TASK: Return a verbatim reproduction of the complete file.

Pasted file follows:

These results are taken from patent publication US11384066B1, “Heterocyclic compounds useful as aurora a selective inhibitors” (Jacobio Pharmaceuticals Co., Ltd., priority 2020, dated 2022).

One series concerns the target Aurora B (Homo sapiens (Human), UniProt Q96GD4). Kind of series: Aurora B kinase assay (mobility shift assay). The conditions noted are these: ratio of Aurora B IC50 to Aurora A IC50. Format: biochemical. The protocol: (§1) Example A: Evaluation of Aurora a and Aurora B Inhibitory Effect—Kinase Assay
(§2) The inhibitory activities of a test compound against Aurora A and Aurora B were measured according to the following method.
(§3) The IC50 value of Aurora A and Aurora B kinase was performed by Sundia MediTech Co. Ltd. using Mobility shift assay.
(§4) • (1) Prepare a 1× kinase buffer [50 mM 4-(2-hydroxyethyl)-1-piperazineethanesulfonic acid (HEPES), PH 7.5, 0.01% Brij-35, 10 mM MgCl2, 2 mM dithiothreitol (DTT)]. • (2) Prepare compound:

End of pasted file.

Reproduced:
These results are taken from patent publication US11384066B1, “Heterocyclic compounds useful as aurora a selective inhibitors” (Jacobio Pharmaceuticals Co., Ltd., priority 2020, dated 2022).

One series concerns the target Aurora B (Homo sapiens (Human), UniProt Q96GD4). Kind of series: Aurora B kinase assay (mobility shift assay). The conditions noted are these: ratio of Aurora B IC50 to Aurora A IC50. Format: biochemical. The protocol: (§1) Example A: Evaluation of Aurora a and Aurora B Inhibitory Effect—Kinase Assay
(§2) The inhibitory activities of a test compound against Aurora A and Aurora B were measured according to the following method.
(§3) The IC50 value of Aurora A and Aurora B kinase was performed by Sundia MediTech Co. Ltd. using Mobility shift assay.
(§4) • (1) Prepare a 1× kinase buffer [50 mM 4-(2-hydroxyethyl)-1-piperazineethanesulfonic acid (HEPES), PH 7.5, 0.01% Brij-35, 10 mM MgCl2, 2 mM dithiothreitol (DTT)]. • (2) Prepare compound: